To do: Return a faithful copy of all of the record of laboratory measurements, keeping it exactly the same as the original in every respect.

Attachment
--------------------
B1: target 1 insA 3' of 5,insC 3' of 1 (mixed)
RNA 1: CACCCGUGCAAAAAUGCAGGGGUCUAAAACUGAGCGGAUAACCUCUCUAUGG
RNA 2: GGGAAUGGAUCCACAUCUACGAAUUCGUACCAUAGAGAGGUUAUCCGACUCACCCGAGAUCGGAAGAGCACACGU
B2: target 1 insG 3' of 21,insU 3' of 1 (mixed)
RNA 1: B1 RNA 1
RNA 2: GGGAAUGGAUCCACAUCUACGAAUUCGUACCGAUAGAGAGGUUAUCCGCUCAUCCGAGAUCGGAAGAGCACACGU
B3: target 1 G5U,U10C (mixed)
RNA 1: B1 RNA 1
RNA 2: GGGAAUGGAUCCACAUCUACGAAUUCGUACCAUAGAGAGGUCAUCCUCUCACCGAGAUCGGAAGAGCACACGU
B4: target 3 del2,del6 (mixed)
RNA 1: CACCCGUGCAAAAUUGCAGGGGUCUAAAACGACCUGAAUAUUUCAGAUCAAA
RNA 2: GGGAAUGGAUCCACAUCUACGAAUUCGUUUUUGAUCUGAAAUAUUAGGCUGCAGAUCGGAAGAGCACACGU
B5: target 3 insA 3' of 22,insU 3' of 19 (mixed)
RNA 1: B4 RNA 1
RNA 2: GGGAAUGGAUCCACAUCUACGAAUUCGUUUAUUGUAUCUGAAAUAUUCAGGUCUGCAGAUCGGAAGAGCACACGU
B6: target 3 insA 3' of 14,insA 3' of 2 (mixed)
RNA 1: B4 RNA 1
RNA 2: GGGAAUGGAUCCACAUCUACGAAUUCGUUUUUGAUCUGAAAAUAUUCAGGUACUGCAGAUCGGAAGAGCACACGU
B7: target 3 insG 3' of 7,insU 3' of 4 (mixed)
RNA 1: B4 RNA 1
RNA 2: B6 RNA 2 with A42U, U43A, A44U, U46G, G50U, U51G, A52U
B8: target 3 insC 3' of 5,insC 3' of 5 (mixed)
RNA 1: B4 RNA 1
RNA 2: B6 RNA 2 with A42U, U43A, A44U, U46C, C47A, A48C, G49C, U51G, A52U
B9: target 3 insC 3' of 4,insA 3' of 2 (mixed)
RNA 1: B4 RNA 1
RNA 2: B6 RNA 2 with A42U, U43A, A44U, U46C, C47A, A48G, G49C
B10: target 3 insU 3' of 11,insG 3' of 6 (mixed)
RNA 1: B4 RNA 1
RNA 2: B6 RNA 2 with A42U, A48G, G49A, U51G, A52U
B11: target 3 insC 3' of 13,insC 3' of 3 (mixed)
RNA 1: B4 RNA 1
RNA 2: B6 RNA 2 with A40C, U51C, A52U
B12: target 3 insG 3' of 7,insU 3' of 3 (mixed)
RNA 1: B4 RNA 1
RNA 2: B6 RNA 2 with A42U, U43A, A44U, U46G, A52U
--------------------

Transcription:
B1: target 1 insA 3' of 5,insC 3' of 1 (mixed)
RNA 1: CACCCGUGCAAAAAUGCAGGGGUCUAAAACUGAGCGGAUAACCUCUCUAUGG
RNA 2: GGGAAUGGAUCCACAUCUACGAAUUCGUACCAUAGAGAGGUUAUCCGACUCACCCGAGAUCGGAAGAGCACACGU
B2: target 1 insG 3' of 21,insU 3' of 1 (mixed)
RNA 1: B1 RNA 1
RNA 2: GGGAAUGGAUCCACAUCUACGAAUUCGUACCGAUAGAGAGGUUAUCCGCUCAUCCGAGAUCGGAAGAGCACACGU
B3: target 1 G5U,U10C (mixed)
RNA 1: B1 RNA 1
RNA 2: GGGAAUGGAUCCACAUCUACGAAUUCGUACCAUAGAGAGGUCAUCCUCUCACCGAGAUCGGAAGAGCACACGU
B4: target 3 del2,del6 (mixed)
RNA 1: CACCCGUGCAAAAUUGCAGGGGUCUAAAACGACCUGAAUAUUUCAGAUCAAA
RNA 2: GGGAAUGGAUCCACAUCUACGAAUUCGUUUUUGAUCUGAAAUAUUAGGCUGCAGAUCGGAAGAGCACACGU
B5: target 3 insA 3' of 22,insU 3' of 19 (mixed)
RNA 1: B4 RNA 1
RNA 2: GGGAAUGGAUCCACAUCUACGAAUUCGUUUAUUGUAUCUGAAAUAUUCAGGUCUGCAGAUCGGAAGAGCACACGU
B6: target 3 insA 3' of 14,insA 3' of 2 (mixed)
RNA 1: B4 RNA 1
RNA 2: GGGAAUGGAUCCACAUCUACGAAUUCGUUUUUGAUCUGAAAAUAUUCAGGUACUGCAGAUCGGAAGAGCACACGU
B7: target 3 insG 3' of 7,insU 3' of 4 (mixed)
RNA 1: B4 RNA 1
RNA 2: B6 RNA 2 with A42U, U43A, A44U, U46G, G50U, U51G, A52U
B8: target 3 insC 3' of 5,insC 3' of 5 (mixed)
RNA 1: B4 RNA 1
RNA 2: B6 RNA 2 with A42U, U43A, A44U, U46C, C47A, A48C, G49C, U51G, A52U
B9: target 3 insC 3' of 4,insA 3' of 2 (mixed)
RNA 1: B4 RNA 1
RNA 2: B6 RNA 2 with A42U, U43A, A44U, U46C, C47A, A48G, G49C
B10: target 3 insU 3' of 11,insG 3' of 6 (mixed)
RNA 1: B4 RNA 1
RNA 2: B6 RNA 2 with A42U, A48G, G49A, U51G, A52U
B11: target 3 insC 3' of 13,insC 3' of 3 (mixed)
RNA 1: B4 RNA 1
RNA 2: B6 RNA 2 with A40C, U51C, A52U
B12: target 3 insG 3' of 7,insU 3' of 3 (mixed)
RNA 1: B4 RNA 1
RNA 2: B6 RNA 2 with A42U, U43A, A44U, U46G, A52U